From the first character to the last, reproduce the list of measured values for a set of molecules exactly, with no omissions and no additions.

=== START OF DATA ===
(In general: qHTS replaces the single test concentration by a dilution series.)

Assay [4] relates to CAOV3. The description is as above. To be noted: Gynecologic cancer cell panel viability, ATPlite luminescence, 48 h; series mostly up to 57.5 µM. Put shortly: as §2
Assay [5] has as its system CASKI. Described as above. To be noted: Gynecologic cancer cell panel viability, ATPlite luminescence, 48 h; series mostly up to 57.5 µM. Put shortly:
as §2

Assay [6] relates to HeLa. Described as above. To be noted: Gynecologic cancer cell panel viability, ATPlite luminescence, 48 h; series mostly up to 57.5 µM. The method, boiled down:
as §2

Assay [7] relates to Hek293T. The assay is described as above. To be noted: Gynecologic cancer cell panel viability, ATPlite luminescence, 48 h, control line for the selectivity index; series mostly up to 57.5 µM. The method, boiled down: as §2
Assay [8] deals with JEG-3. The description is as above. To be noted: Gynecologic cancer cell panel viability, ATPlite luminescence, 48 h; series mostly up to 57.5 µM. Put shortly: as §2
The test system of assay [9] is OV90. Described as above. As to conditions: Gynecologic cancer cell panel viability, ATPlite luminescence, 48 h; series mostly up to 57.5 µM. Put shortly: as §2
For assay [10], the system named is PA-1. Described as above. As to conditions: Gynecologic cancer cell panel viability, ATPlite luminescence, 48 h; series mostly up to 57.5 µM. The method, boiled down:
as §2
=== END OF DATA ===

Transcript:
(In general: qHTS replaces the single test concentration by a dilution series.)

Assay [4] relates to CAOV3. The description is as above. To be noted: Gynecologic cancer cell panel viability, ATPlite luminescence, 48 h; series mostly up to 57.5 µM. Put shortly: as §2
Assay [5] has as its system CASKI. Described as above. To be noted: Gynecologic cancer cell panel viability, ATPlite luminescence, 48 h; series mostly up to 57.5 µM. Put shortly:
as §2

Assay [6] relates to HeLa. Described as above. To be noted: Gynecologic cancer cell panel viability, ATPlite luminescence, 48 h; series mostly up to 57.5 µM. The method, boiled down:
as §2

Assay [7] relates to Hek293T. The assay is described as above. To be noted: Gynecologic cancer cell panel viability, ATPlite luminescence, 48 h, control line for the selectivity index; series mostly up to 57.5 µM. The method, boiled down: as §2
Assay [8] deals with JEG-3. The description is as above. To be noted: Gynecologic cancer cell panel viability, ATPlite luminescence, 48 h; series mostly up to 57.5 µM. Put shortly: as §2
The test system of assay [9] is OV90. Described as above. As to conditions: Gynecologic cancer cell panel viability, ATPlite luminescence, 48 h; series mostly up to 57.5 µM. Put shortly: as §2
For assay [10], the system named is PA-1. Described as above. As to conditions: Gynecologic cancer cell panel viability, ATPlite luminescence, 48 h; series mostly up to 57.5 µM. The method, boiled down:
as §2